By Joe Strange
There are a LOT of superheroes about nowadays, and I don’t mean in the Kick Ass 2, inspired vigilantism way, I mean there’s a lot of superheroes on our screens.
Between DC and Marvel there are over a dozen planned or executed individual properties. From Tony Stark to Bruce Wayne, from Thor to The Flash, the characters that we grew up watching cartoons of are now appearing in a more mature, sometimes serious get up.
Arrow is one such show, and is based on
DC’s version of Hawkeye The Green Arrow from the DC universe. For those who don’t know, Oliver Queen (Stephen Amell) was shipwrecked on an isolated island for 5 years, where he had to learn to survive, along with realising that his father wasn’t quite who he thought he was. Once he’s rescued he comes back and dons a green hood to save his city from corruption.
It sounds fairly standard, and when I was recommended this show (by our very own Sara Da Silva I might add) I was dubious. But she didn’t steer me wrong with Graceland so I had to trust her judgement.
And boy howdie was I happy when my scepticism was thwarted. Arrow does a lot of things well, the narratives of Oliver’s actions in Starling City and his events on the Island thread very well together, often you’re wanting more of the flashbacks and sometimes it’s the other way round, it’s a really great example of addictive and varied narrative.
Arrow’s greatest asset is the fact that it doesn’t reveal too much too soon, everything is played out with patience, you’ll learn what you need to know when you need to know it, and not a moment sooner.
Amell’s Oliver can be a little rigid, and at first you wonder how he could have been a hedonistic playboy with a back as straight as that, but obviously five years fighting for your life on an island makes you into a new man, and once you recognise how dutiful and committed to the cause Oliver is, you accept that yes, he’s not got as much to laugh about any more. It’s also good to know that Amell does a lot of his own stunts in the show, and considering the sort of stuff Oliver gets up to, that’s epic.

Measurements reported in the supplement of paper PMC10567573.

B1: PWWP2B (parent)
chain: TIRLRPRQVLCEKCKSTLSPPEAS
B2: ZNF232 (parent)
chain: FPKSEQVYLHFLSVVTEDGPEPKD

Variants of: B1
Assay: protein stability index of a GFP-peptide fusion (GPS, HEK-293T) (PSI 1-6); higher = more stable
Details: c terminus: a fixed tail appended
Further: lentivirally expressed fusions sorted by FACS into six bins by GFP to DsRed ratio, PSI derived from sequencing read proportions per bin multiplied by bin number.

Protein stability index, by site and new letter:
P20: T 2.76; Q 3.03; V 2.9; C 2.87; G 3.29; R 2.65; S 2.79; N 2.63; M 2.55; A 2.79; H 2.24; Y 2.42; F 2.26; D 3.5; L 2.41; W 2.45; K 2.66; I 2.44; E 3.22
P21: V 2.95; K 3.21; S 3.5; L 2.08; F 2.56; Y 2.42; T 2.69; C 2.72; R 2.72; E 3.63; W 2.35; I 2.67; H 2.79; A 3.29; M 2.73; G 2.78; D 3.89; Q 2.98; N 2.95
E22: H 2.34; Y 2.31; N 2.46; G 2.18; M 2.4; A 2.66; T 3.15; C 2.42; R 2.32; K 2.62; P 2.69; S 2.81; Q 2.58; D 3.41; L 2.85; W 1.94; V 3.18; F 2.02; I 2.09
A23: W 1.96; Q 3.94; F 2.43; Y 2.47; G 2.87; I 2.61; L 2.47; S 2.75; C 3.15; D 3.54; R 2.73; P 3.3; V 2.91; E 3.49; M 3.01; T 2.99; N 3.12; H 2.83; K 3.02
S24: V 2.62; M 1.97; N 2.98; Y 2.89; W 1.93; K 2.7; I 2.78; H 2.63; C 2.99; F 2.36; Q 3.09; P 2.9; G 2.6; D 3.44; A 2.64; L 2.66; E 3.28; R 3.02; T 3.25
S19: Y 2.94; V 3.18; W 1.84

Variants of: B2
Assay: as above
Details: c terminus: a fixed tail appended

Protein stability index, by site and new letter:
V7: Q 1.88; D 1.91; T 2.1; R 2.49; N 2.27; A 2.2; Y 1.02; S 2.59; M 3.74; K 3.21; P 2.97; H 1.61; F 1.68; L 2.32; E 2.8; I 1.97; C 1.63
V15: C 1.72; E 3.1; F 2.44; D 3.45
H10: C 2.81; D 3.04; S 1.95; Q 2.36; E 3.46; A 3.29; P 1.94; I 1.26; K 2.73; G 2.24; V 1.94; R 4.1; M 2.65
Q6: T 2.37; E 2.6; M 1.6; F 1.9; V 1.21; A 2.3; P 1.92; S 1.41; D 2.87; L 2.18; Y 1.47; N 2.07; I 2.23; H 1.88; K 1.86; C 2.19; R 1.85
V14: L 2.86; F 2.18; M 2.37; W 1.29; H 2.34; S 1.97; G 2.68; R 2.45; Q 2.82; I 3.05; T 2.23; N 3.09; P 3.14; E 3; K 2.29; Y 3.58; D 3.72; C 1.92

Luckily the side characters make up for the Arrow’s lack of initial, obvious humour. John Diggle (David Ramsey) who plays Oliver’s bodyguard, initially butts heads with his new boss, but soon they bond and become a most excellent team, he also acts as a foil to Queen’s vigilantism, often reminding him that he’s not on the right side of the law, but then he’s willing to help out for the greater good anyway.
The other third of season 1’s team Arrow is Felicity Smoak, played by the adorable Emily Bett Rickards, who’s computer savy, socially awkward and incredibly kind. She’s kind of the nice side of the internet in a human. She helps to humanise Oliver, and bring him back around when he loses sight of his own personal issues in light of his larger aim.
Now the first season is very much a monster of the week affair, with a few over arching story lines which culminate in a fantastic finale, but the second season is a different beast. A more involved, intertwining beast. Team Arrow grows quite substantially as more characters become aware of Oliver’s exploits and his past comes back in season 2, but to say any more would be spoilerific.
Arrow is really easy watching, it’s funny, incredibly badass and has an addictive narrative thanks to its ‘softly softly catchee monkey’ approach. But it’s also tense in a lot of places, unlike Superman, Oliver isn’t invincible, and I mean, he’s awesome, but he’s not Batman, so you do fear for his safety as well. The threat is always there, and that’s excellent.
The show uses the rogues gallery of DC really well, with some excellent twists on old villains, and it’s spawned a Flash spinoff, which I cannot wait for.
Arrow Season 3 kicks off in October, so you’ve got plenty of time to catch up and become addicted.